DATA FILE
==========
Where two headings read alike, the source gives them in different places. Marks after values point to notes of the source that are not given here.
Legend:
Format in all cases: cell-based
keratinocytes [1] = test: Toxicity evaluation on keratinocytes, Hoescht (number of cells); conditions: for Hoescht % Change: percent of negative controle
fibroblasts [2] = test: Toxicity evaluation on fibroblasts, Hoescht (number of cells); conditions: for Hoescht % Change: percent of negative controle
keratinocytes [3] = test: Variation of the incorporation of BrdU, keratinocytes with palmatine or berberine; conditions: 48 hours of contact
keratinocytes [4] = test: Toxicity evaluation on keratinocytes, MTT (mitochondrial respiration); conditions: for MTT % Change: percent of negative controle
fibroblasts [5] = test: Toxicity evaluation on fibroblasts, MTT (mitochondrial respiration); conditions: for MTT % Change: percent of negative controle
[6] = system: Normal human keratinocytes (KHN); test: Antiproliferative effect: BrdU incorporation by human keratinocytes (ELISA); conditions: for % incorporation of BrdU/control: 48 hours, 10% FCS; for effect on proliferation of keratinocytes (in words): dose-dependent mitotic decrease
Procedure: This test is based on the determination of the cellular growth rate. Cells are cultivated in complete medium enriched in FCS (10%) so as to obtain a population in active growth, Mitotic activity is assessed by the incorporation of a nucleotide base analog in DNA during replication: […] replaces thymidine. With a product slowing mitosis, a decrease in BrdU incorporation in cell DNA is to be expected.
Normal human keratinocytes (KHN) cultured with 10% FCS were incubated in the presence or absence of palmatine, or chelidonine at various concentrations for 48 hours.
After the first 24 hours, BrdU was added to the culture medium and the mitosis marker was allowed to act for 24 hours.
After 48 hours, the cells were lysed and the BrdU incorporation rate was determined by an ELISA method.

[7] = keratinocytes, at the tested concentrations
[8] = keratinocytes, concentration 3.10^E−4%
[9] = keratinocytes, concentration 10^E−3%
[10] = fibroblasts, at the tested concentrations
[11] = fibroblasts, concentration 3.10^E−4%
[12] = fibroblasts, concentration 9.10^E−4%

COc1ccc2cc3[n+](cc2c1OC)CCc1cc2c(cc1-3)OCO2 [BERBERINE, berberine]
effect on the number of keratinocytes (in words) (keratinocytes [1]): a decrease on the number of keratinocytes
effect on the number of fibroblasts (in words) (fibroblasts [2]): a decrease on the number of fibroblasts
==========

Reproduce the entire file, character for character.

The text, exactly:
Where two headings read alike, the source gives them in different places. Marks after values point to notes of the source that are not given here.
Legend:
Format in all cases: cell-based
keratinocytes [1] = test: Toxicity evaluation on keratinocytes, Hoescht (number of cells); conditions: for Hoescht % Change: percent of negative controle
fibroblasts [2] = test: Toxicity evaluation on fibroblasts, Hoescht (number of cells); conditions: for Hoescht % Change: percent of negative controle
keratinocytes [3] = test: Variation of the incorporation of BrdU, keratinocytes with palmatine or berberine; conditions: 48 hours of contact
keratinocytes [4] = test: Toxicity evaluation on keratinocytes, MTT (mitochondrial respiration); conditions: for MTT % Change: percent of negative controle
fibroblasts [5] = test: Toxicity evaluation on fibroblasts, MTT (mitochondrial respiration); conditions: for MTT % Change: percent of negative controle
[6] = system: Normal human keratinocytes (KHN); test: Antiproliferative effect: BrdU incorporation by human keratinocytes (ELISA); conditions: for % incorporation of BrdU/control: 48 hours, 10% FCS; for effect on proliferation of keratinocytes (in words): dose-dependent mitotic decrease
Procedure: This test is based on the determination of the cellular growth rate. Cells are cultivated in complete medium enriched in FCS (10%) so as to obtain a population in active growth, Mitotic activity is assessed by the incorporation of a nucleotide base analog in DNA during replication: […] replaces thymidine. With a product slowing mitosis, a decrease in BrdU incorporation in cell DNA is to be expected.
Normal human keratinocytes (KHN) cultured with 10% FCS were incubated in the presence or absence of palmatine, or chelidonine at various concentrations for 48 hours.
After the first 24 hours, BrdU was added to the culture medium and the mitosis marker was allowed to act for 24 hours.
After 48 hours, the cells were lysed and the BrdU incorporation rate was determined by an ELISA method.

[7] = keratinocytes, at the tested concentrations
[8] = keratinocytes, concentration 3.10^E−4%
[9] = keratinocytes, concentration 10^E−3%
[10] = fibroblasts, at the tested concentrations
[11] = fibroblasts, concentration 3.10^E−4%
[12] = fibroblasts, concentration 9.10^E−4%

COc1ccc2cc3[n+](cc2c1OC)CCc1cc2c(cc1-3)OCO2 [BERBERINE, berberine]
effect on the number of keratinocytes (in words) (keratinocytes [1]): a decrease on the number of keratinocytes
effect on the number of fibroblasts (in words) (fibroblasts [2]): a decrease on the number of fibroblasts